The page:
LoveThis is a new iPhone app that allows you to share recommendations with friends and store them so you don't forget them at a later date.
You can share recommendations for anything you want, such as products, movies, music or even a good plumber.
To find out more about how it works I spoke to LoveThis founder and CEO Alexis Dormandy...
Apple fanboys might not want to hear it, but price is apparently the most influential factor when consumers are buying gadgets.
81% of respondents in an EML Wildfire survey said they thought price was the top consideration when buying consumer tech, followed by technical specifications (61%) and compatibility (46%).
Brand loyalty came fifth out of the six options on offer with just 11%.
Quiksilver recently revamped its European websites as part of what it calls “a very aggressive market expansion strategy”.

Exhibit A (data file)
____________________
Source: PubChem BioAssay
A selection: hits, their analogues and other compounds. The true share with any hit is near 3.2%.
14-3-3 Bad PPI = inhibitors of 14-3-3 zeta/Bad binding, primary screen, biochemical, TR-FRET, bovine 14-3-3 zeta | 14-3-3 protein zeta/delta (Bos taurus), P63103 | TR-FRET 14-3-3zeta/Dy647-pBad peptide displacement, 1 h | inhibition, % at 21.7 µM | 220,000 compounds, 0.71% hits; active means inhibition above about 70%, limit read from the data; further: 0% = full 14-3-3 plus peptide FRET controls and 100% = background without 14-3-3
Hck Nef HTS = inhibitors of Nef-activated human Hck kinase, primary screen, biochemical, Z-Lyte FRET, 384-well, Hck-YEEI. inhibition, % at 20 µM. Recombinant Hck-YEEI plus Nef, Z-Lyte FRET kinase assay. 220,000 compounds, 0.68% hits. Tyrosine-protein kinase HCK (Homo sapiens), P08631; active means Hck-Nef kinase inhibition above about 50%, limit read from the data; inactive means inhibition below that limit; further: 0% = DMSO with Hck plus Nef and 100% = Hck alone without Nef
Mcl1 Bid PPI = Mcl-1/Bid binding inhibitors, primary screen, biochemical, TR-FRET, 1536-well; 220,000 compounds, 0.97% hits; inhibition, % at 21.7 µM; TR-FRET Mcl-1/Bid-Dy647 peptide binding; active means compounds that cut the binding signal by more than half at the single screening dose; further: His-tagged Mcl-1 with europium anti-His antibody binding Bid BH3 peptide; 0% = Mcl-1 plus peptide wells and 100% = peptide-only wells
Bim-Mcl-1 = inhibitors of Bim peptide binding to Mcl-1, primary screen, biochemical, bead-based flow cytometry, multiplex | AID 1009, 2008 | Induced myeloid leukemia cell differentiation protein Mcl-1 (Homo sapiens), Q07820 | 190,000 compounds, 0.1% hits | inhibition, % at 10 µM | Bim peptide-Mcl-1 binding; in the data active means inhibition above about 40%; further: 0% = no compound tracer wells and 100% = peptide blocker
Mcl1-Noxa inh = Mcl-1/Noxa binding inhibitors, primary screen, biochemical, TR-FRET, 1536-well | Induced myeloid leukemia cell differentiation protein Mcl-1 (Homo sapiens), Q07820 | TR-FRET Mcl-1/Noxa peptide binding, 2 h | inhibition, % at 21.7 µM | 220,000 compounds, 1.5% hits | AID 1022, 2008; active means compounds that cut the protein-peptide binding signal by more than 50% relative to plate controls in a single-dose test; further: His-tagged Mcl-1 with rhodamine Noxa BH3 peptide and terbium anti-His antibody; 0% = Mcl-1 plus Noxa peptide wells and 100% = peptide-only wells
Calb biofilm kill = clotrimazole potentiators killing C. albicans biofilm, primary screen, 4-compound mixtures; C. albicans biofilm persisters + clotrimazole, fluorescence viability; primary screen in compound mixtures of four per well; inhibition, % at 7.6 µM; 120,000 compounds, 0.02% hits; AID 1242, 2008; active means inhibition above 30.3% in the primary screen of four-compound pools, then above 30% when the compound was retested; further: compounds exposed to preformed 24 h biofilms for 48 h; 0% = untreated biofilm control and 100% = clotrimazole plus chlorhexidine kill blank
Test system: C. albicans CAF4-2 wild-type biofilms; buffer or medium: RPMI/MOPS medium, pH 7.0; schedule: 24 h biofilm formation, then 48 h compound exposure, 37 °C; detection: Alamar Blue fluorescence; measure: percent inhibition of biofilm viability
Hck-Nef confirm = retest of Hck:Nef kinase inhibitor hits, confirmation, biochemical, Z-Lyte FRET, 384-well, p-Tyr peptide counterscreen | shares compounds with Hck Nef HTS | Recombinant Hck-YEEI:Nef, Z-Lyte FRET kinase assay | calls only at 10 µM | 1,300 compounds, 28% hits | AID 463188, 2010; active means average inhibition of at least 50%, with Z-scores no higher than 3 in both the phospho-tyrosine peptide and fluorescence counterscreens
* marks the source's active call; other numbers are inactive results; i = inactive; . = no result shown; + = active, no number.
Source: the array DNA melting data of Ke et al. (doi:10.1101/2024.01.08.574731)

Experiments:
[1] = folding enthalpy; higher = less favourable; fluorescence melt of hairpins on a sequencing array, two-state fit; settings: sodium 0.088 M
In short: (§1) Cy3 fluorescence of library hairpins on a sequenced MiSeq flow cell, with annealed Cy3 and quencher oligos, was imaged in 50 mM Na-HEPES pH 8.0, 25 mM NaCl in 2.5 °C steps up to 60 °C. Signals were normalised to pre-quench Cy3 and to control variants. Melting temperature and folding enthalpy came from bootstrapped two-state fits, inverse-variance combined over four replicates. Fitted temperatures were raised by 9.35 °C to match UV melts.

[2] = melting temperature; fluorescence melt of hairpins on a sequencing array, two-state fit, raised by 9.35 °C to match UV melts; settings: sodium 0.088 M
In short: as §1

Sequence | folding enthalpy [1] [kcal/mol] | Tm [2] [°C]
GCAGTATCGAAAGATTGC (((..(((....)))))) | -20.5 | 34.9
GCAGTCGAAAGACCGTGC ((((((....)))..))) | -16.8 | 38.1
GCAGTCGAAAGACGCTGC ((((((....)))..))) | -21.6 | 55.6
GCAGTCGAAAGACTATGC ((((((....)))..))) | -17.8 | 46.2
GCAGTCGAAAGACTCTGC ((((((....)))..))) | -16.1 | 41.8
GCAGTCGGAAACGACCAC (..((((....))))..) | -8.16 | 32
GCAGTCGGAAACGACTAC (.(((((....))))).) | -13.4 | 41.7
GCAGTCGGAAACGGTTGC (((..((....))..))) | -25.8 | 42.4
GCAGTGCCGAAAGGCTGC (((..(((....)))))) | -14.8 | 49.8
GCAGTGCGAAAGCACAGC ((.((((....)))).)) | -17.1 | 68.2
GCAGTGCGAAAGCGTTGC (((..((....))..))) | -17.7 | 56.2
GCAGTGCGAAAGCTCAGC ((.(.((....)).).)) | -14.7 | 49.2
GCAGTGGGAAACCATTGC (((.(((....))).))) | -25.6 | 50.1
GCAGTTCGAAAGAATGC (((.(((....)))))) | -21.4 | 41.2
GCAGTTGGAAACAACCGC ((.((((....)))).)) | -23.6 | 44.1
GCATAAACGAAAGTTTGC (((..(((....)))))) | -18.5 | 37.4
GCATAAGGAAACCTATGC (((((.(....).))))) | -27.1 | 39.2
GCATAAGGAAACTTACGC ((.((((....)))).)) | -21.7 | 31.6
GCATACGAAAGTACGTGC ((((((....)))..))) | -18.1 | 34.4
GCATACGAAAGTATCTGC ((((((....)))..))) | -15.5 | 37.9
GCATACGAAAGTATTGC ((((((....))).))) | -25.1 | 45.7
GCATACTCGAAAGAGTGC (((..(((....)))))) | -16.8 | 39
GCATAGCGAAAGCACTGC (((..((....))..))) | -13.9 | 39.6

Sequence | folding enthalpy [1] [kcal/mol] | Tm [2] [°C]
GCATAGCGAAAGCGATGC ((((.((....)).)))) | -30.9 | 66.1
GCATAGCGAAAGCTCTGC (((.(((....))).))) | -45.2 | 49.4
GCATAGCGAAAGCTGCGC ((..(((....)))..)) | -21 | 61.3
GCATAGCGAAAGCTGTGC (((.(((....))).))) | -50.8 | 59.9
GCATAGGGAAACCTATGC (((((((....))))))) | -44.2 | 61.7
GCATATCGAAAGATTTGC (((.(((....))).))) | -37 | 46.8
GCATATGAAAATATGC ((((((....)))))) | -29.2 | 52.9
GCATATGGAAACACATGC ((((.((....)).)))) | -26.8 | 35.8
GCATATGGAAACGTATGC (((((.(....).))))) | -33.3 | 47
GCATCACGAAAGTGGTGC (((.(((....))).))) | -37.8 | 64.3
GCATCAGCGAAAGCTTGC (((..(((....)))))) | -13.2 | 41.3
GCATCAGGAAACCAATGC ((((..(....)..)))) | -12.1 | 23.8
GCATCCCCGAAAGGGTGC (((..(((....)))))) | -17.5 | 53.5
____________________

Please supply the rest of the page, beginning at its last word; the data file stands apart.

The sites, which were launched using Demandware, use a range of interactive and visual features that it claims offer an enhanced user experience.
But aside from all the new graphics, is the site actually easy to buy from?
We have previously flagged up ASOS as an example of shopping basket best practice, so using the same criteria I looked at how Quiksilver stacks up...
Almost two-thirds (64%) of senior decision makers in large UK firms do not consider the internet to be in the top three most important channels for driving overseas trade.
This is despite the fact that the global e-commerce sector, projected to drive $1trn in global internet sales next year, continues to evolve rapidly.
The finding comes from Search Laboratory’s new Web Magnetism report, which interviewed 350 senior decision makers from UK companies with 200 employees or more.
It shows that around 85% of worldwide internet users buy goods and services online. Europe accounts for 35% of global online spending, which reached €550 billion in 2010.
The report asserts that in order to continue to grow profits businesses need to exploit the revenue opportunities afforded to them by global e-commerce.